Get the most out of this summer’s hottest music festivities without fear
May hosts some of the hottest music festivals throughout the continent and, as it happens, May is also Emergency Medical Services Month (EMS). Music festivals draw bigger crowds each year and, with such a great number of people in one place, it can’t be helped that some people who require medical attention will not be immediately attended to by EMS. Rock out in some of May’s music festivals and keep yourself and others safe with some first-aid knowledge that would make your paramedics proud.
Hot! Hot! Hot!
With the arrival of summer, the temperature goes higher, and a higher temperature brings with it a host of heat-related medical conditions. An awesome open air music festival is just one of the places people bear the heat of the sun and, because of this, more people fall prey to heat-induced medical ailments. Just what should you do when you encounter these common instances?
Nosebleeds can happen during the summer because of allergens floating in the air or the sudden change in temperature (from a cool, air-conditioned room to the hot outdoor climate). This could also happen in packed music festivals where the crowd is so close together that it is easy to get accidentally hit on the head (trauma). When this happens to you, pinch the bridge of your nose, sit down, and bow your head down. Prepare an ice pack and place it on your nape to help regulate your body temperature.
Heat Exhaustion or Heat Stroke
It is important to act fast to counter possible dangerous consequences when it comes to heat exhaustion or heat stroke. These two conditions begin with a dizzy spell, usually due to dehydration, while exposed to the sun. When you suspect that someone is experiencing any of these two heat-related conditions, immediately take him/her to a cool, shady area with a constant cool breeze (or you can fan him/her) and have him/her rehydrate with a cool drink, making sure it has no alcohol content. For heat exhaustion, make the person avoid physical activity for the rest of the day. For heat stroke, it is best to call emergency medical services just to be sure.
Food! Food! Food!
Where there’s a festival, there will be food. Make sure you’re prepared for food-related conditions as well, and learn your ABC’s.
Learn your ABC’s!
ABC stands for Airway, Breathing, and Circulation. Basically, this means that you must ensure that the airways (e.g., mouth, nostrils) of the affected person are free, the person is able to breathe (listen for or feel it), and that there is oxygen circulating in the body (check the pulse too!).
When you see somebody choking, and you should know this since the universal signal for choking is putting both hands on his/her own throat, you must jump into action at once. Learn to correctly perform the Heimlich maneuver. Here are four easy steps as a basic guide to performing the Heimlich Maneuver on a conscious person who is standing or sitting down:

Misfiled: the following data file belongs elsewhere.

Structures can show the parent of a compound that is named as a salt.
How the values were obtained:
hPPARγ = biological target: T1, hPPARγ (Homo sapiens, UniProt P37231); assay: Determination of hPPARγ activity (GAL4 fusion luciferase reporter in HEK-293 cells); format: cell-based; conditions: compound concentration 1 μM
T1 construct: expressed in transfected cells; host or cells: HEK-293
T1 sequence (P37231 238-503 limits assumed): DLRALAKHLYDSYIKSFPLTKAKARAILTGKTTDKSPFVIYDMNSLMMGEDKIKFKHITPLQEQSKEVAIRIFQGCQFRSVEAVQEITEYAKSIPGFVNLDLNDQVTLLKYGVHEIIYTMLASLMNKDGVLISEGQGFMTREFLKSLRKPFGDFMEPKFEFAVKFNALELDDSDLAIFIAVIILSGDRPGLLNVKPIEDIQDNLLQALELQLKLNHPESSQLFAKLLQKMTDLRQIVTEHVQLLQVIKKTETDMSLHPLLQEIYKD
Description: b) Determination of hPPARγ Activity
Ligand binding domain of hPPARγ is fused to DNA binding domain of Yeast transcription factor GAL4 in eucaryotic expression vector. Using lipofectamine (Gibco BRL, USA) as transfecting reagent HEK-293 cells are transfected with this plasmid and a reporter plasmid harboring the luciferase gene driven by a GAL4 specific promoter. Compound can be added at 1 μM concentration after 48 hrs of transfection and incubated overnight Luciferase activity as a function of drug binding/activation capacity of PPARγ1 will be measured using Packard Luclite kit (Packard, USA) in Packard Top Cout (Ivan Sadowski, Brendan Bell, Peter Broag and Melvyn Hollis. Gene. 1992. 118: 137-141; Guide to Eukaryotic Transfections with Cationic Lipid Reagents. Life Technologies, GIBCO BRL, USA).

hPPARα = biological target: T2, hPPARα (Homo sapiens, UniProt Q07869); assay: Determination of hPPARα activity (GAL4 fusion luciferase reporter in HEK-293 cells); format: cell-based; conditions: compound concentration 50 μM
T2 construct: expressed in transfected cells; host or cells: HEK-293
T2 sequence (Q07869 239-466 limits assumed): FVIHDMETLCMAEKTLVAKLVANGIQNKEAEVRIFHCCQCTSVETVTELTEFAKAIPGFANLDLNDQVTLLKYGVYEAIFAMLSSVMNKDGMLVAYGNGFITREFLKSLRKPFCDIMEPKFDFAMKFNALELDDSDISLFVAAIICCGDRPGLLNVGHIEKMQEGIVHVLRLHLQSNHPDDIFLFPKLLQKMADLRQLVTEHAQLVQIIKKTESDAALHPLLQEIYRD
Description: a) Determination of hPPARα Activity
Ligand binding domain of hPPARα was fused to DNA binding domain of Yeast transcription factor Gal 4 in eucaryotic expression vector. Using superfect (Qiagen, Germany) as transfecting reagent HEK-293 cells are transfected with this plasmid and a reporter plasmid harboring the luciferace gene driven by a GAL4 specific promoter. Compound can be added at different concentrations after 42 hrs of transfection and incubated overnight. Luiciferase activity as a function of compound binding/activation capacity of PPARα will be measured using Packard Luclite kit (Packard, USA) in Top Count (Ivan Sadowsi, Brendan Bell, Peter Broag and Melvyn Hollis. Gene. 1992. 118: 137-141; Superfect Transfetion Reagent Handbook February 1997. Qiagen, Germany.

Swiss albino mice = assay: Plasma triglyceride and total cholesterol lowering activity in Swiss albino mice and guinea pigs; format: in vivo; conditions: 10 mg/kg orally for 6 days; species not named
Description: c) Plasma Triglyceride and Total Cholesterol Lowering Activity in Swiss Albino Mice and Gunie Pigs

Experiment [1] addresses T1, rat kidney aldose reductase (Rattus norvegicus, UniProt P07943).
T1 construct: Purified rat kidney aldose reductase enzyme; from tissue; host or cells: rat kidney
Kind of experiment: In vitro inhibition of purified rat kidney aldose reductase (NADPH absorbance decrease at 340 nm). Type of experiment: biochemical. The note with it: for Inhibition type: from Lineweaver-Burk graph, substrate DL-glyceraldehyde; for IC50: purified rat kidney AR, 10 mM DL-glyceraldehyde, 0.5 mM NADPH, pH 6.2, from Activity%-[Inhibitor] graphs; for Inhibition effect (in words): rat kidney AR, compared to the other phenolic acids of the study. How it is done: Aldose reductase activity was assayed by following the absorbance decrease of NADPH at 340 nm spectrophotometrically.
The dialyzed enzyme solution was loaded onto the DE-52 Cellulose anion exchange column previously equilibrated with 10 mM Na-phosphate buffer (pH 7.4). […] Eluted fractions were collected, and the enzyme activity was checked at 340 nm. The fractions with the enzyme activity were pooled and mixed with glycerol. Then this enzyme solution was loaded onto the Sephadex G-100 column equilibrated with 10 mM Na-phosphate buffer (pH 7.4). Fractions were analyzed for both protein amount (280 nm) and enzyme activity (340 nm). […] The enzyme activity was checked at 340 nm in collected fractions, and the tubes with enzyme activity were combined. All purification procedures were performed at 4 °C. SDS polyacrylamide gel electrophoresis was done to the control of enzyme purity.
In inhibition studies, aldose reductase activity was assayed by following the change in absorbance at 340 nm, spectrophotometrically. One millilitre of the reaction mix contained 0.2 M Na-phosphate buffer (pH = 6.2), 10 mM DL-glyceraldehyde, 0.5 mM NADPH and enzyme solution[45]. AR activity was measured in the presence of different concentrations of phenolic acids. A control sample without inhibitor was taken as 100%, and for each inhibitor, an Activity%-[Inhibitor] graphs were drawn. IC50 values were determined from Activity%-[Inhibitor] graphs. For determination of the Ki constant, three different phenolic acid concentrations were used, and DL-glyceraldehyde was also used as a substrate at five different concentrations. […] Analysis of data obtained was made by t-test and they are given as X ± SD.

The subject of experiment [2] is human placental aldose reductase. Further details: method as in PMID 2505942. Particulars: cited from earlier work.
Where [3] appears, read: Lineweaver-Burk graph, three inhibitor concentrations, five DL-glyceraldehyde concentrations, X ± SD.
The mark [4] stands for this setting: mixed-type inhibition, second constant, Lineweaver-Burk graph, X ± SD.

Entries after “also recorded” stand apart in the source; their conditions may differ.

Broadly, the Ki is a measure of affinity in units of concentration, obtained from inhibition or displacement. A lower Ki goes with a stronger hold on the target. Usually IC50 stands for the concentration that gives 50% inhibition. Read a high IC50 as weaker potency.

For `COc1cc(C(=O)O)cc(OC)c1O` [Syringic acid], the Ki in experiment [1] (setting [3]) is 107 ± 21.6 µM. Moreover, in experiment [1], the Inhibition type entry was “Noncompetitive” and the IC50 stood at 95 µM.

- Step 1: Position yourself behind the choking person.
- Step 2: Place a balled up fist just above the person’s navel and hold your fist tightly with the other hand.
- Step 3: Abruptly pull your fist upward to increase airway pressure that will help the person remove the obstruction from his/her throat.
- Step 4: Repeat step 3 several times until the obstruction is released.
GERD (Gastroesophageal Reflux Disease) or acid reflux is a condition wherein a person’s stomach acids make their way up the esophagus and cause chest pain. This is also called heartburn. Some people mistake chest pain from heartburn with chest pain from a heart attack, but GERD can be relieved by taking antacids (and limiting intake of fatty and acidic food).
Jump! Dance! Groove!
RICE stands for REST, ICE, COMPRESSION, and ELEVATION. This is usually done with cases that involve the muscles. What you must do is make the person sit or lie down on a comfortable spot and apply an ice pack over the strained or cramping muscle. Apply pressure or wrap the strained or swelling muscle with bandage, and raise it above the heart. For leg cramps, have the person lie down and raise the cramping leg at a 90-degree angle with the thigh, and apply ice on the affected muscle as you stretch it out (with the foot facing you, push the balls of the feet forward just enough to stretch out the leg muscle and relieve the cramps).
With too much excitement comes the possibility of seizures. If you see someone having a seizure attack, act fast. Lay the person on the ground and loosen tight clothing, especially around the neck to avoid asphyxiation. Roll up a towel and use it to cushion his/her head. Next, turn him/her on his/her side and do NOT restrain the person’s movements. Instead, time the seizure so it can be reported to emergency services if needed. Once the involuntary bodily movement stops, the person may get up confused. Stay with the person until he/she is in a proper/calmer state of mind.
Now that you’re prepared with first-aid knowledge for common medical issues, you can now rock out the next half of May. Check out music festivals in your area at Music Festival Junkies or, if you want to expand your knowledge on basic first aid, check out the Basic First Aid and First Aid Kits article put together by xdemix at Young People Can Help the World Too.
Rock out and stay safe, everyone!by